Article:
Wednesday, October 20, 2010

Having a Think on 'Having a Catch'

When we were kids, we played catch.

We played catch, we traded baseball cards, we rode our bikes to Cumberland Farms for Suzie Q's and soda, and we played more catch.

I caught up on the season finale of Mad Men last night after being victimized by a number of Facebook spoilers (is that any way to treat a Friend?), and saw Don Draper and his bespoke boys pitch the anti-smoking folks an ad campaign that featured timeless father-and-son stuff like "playing catch."
(Speaking of great Mad Men moments involved fathers and sons playing catch, remember that hospital scene with Don and some strange guy who was waiting on the birth of his son? The man quizzed Don about fatherhood and asked, "You and your boy throw the ball around?" Don, perpetual short-lister for Worst Father Ever, replied, "Not enough.")

So the notion of "playing catch" is timeless, right? Not so much.

No, I'm not talking about videgaming's methodical takeover of all things outdoorsy.

Some time, ago, "playing catch" turned into "having a catch." It's almost as if the activity was so mundane, so bereft of drama or passion, that people simply stripped the "play" out of it and rebranded it with the passive verb.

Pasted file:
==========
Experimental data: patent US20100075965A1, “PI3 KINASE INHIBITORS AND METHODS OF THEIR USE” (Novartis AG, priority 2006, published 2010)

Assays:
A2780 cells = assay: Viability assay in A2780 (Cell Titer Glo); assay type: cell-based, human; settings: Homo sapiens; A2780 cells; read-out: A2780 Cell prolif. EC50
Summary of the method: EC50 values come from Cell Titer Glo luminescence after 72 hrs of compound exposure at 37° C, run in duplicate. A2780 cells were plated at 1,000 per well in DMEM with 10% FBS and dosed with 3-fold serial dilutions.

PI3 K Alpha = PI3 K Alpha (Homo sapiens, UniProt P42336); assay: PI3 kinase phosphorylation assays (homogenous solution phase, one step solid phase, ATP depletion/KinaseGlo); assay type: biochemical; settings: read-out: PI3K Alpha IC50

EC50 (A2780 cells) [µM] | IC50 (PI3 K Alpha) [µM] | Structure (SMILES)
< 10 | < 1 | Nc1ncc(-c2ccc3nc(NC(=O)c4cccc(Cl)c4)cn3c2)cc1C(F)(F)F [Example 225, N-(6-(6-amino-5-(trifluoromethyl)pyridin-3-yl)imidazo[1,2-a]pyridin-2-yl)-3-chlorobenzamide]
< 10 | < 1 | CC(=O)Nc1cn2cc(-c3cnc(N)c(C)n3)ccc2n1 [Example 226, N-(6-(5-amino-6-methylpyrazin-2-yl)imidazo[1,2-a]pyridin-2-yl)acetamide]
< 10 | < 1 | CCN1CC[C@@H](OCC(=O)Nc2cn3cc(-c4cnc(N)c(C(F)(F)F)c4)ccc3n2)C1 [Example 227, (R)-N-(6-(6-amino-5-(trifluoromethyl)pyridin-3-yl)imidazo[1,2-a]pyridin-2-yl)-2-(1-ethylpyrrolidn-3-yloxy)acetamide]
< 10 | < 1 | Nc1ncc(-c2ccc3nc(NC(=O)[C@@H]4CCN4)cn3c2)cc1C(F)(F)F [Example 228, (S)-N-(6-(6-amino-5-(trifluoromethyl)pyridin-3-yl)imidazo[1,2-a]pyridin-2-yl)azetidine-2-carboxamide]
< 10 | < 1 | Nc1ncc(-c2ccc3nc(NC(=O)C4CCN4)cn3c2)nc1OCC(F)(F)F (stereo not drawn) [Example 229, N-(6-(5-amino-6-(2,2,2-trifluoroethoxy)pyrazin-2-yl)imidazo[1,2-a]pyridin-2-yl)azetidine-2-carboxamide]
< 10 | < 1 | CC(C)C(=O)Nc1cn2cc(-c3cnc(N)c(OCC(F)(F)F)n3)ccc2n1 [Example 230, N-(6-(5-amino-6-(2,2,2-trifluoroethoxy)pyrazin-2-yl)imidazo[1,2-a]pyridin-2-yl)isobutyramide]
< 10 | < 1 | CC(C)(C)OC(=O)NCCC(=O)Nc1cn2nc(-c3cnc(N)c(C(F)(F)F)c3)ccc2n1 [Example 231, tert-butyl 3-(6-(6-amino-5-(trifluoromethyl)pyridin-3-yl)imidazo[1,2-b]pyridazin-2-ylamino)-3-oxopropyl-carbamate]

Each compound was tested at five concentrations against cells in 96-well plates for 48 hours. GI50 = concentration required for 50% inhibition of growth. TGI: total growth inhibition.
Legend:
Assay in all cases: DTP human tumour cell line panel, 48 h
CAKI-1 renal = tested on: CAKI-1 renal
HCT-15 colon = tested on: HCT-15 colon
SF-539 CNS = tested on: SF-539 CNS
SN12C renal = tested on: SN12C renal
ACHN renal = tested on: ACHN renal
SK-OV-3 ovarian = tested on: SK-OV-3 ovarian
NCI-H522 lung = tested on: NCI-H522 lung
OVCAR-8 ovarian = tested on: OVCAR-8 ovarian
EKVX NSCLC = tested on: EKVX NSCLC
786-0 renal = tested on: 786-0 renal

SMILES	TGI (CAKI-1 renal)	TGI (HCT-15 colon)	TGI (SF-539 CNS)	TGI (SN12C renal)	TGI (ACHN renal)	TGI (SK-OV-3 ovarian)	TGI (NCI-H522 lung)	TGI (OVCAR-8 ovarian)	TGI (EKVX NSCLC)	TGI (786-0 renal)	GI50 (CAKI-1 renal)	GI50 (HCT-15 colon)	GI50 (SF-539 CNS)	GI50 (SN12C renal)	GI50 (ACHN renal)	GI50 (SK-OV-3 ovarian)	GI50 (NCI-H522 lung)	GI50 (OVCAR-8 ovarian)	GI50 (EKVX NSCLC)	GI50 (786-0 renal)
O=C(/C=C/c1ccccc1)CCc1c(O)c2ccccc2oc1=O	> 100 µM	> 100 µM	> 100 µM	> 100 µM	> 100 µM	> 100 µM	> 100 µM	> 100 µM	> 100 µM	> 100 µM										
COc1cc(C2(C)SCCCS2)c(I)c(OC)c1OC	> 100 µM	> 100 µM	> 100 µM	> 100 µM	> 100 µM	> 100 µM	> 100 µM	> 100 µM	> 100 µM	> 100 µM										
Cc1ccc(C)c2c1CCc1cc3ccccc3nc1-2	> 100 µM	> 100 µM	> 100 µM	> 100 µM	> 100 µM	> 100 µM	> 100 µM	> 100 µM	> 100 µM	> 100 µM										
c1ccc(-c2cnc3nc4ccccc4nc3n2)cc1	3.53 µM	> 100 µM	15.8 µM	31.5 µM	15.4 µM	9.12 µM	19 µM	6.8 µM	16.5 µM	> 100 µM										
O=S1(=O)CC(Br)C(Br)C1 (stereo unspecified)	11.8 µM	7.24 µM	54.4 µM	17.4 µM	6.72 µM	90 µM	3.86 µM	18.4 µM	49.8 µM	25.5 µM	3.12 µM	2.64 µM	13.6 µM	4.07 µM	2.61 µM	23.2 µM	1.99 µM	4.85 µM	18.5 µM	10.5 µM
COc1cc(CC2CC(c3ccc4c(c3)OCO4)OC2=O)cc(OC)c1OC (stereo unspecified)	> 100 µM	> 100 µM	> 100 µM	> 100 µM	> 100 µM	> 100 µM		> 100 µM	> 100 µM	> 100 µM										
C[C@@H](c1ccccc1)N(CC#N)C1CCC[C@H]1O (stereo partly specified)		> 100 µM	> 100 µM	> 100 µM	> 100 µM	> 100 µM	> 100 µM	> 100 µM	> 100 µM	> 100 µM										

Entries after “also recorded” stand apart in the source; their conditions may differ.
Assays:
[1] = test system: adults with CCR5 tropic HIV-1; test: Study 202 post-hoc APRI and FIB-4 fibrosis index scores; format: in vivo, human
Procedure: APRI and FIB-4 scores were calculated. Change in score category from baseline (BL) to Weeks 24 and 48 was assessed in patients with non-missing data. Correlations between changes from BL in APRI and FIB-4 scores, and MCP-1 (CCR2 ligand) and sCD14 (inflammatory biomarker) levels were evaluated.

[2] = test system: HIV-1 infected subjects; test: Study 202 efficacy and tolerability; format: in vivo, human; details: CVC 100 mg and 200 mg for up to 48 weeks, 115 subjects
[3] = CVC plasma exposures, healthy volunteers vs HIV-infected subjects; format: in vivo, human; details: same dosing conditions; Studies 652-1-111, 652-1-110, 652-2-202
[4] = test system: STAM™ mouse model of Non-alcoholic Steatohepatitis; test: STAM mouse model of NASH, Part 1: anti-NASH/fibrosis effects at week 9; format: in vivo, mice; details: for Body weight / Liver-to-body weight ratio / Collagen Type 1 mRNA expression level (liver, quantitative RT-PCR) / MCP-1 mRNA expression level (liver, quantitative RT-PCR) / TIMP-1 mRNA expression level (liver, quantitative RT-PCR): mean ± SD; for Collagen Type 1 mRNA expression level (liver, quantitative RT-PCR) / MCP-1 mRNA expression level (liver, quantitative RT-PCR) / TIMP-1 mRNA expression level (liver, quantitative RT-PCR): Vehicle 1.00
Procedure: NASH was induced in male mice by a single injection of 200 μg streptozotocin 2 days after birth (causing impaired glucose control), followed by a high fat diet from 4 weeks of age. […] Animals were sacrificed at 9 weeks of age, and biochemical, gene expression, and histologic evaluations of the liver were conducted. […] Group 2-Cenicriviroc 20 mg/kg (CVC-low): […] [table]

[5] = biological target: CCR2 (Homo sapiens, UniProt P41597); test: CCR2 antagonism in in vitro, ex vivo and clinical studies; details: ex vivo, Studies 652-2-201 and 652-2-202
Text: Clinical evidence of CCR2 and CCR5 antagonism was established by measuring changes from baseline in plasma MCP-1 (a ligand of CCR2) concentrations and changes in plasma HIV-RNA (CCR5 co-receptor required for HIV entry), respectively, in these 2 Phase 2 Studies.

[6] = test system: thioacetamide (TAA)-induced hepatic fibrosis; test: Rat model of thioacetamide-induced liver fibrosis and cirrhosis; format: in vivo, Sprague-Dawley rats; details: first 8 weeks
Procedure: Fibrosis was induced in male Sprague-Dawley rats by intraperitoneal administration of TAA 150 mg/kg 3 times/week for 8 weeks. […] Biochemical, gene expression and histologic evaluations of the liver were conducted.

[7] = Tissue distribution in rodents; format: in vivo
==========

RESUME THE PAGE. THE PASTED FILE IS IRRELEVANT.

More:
I've noticed a trend with people turning a verb into a noun and adding a "have a" before the former verb in an effort to sound trendy or smart or European, or all of the above. Let me illustrate, because that previous sentence is a bit confusing. You and I think. But a boss I used to have would say "Let me have a think" about something. (Mind you, he's not my boss anymore. I guess he didn't have a think enough.)

Or, you and I look at something. A pretentious person might have a look at that same thing.

Maybe that was a factor in playing catch turning into having a catch.

"Play catch" kicks up 128 million links on Google, including a WikiHow video link for the really-not-too bright called "How to Play Catch: 4 Steps" (As I noted in a Metro NY column a few years ago, "Catch" is one of the few games out there where the instructions are right there in the name. Are there really four steps to it? I count two--catch it and throw it. Maybe they're counting the bike ride to Cumberland Farms and Suzie Qs too.)

There's also a quote from Field of Dreams: "Could you believe that? An American boy refusing to play catch with his father."

"Have a catch," meanwhile, nearly doubles "play catch" on Google--306 million links (Granted, not all refer to throwing a ball back and forth, such as "The New Taliban Tactics Have a Catch"). There was a Wrigley Field event last year, promoted on Facebook, called "Hey Dad, Wanna Have a Catch?"--a 50 minute, open to the public, ball-throwing session for charity.

Whether you play catch or have a catch, the game is the same, and will be as long as there are fathers and sons, or fathers and daughters, or mothers and sons, or friends, or those Pitchbacks for people with no friends.

Cooling temps and fading summer sun be damned--I know what I--and my kids--will be doing when Daddy gets home from work today.


Anonymous said...

Your a great writer

Anonymous said...

I'm 40 years old and it's always been "have a catch" to me. I think it's not so much a change as it is regionalism's disappearance in a more communicative era. I found your blog simply because my wife was shocked to hear my phrasing.

To me, play catch sounds like a game where someone loses. Have a catch is like having fun. Do you play fun?